iPhone, Therefore I Am

I was smug; I admit it. Despite the crush of humanity dumping their old-fashioned cell phones in favor of multitasking "smart phones" that are so brilliant they can do everything for you except brew your morning latte, I vowed to keep my little phone for the quaint purpose of making and receiving phone calls. I refused to succumb to the latest trend in all things cellular.

But then, a few drops of water spilled on my Nokia and inflicted fatal damage. Unwilling to accept the grim diagnosis, I repeatedly jabbed the "on-off" button, but after a few feeble attempts to rouse itself to electronic life, the device expired from the effort. No sense beating a dead Norse phone, I figured.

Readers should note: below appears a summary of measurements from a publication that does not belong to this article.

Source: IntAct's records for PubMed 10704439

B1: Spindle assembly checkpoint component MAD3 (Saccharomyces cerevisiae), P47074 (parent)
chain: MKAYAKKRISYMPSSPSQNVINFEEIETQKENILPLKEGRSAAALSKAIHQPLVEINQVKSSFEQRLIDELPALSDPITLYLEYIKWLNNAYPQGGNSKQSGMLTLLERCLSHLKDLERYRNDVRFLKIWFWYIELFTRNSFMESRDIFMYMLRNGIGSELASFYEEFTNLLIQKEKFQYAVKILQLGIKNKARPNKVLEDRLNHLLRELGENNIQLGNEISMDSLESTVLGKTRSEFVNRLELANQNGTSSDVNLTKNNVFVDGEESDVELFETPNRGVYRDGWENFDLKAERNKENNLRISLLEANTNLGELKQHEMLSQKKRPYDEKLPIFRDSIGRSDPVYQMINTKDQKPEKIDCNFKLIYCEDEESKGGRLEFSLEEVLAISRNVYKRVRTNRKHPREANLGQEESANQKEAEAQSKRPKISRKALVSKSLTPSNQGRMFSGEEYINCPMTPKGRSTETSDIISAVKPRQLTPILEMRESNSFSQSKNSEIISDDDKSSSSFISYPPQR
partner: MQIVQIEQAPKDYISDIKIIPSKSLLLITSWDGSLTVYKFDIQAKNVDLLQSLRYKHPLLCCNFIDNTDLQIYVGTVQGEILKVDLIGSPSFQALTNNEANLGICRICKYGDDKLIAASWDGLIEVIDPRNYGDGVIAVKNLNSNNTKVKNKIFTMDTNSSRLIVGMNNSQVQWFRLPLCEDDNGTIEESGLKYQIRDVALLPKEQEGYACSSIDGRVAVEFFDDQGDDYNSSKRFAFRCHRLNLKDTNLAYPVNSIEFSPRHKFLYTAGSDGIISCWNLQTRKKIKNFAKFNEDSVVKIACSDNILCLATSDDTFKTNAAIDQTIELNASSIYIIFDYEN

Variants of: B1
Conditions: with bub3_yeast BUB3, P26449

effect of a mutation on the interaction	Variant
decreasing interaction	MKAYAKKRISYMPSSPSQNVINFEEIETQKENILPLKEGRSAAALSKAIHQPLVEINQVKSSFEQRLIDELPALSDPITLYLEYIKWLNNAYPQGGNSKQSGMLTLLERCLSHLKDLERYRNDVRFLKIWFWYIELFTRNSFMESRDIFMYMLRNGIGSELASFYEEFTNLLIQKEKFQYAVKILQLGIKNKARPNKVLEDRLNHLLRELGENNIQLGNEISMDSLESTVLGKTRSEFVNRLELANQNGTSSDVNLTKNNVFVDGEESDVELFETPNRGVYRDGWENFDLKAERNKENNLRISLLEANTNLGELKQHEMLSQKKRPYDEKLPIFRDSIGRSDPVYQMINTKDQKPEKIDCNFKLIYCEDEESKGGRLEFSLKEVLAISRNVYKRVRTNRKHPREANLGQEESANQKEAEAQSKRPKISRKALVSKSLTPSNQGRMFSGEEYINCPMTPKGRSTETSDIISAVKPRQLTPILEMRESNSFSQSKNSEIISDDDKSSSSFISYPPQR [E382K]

Then I tried a bold experiment and set out to prove that it was still possible to function in 21st-century America without a mobile phone. No 12-step program necessary to wean me from instant communication at every waking moment! But after only two hours of being cell-phone-free, I felt unsettled. Steering my cart through the supermarket, I felt as isolated, as if I were on a deserted island. I eavesdropped on other shoppers as they chatted on their phones, discussing their dinner plans, their in-law's gallstones, or their rotten boss's latest tirade at the office, all while they deftly reached for the Wheaties and the frozen corn. As for me, I had no one to talk to, no text messages to check. All I could do was shop and, if I still remembered how, to think. I felt invisible. Several times I reflexively began to reach into my purse to check for any missed calls -- until I remembered that my dead phone was languishing at home in the kitchen junk drawer.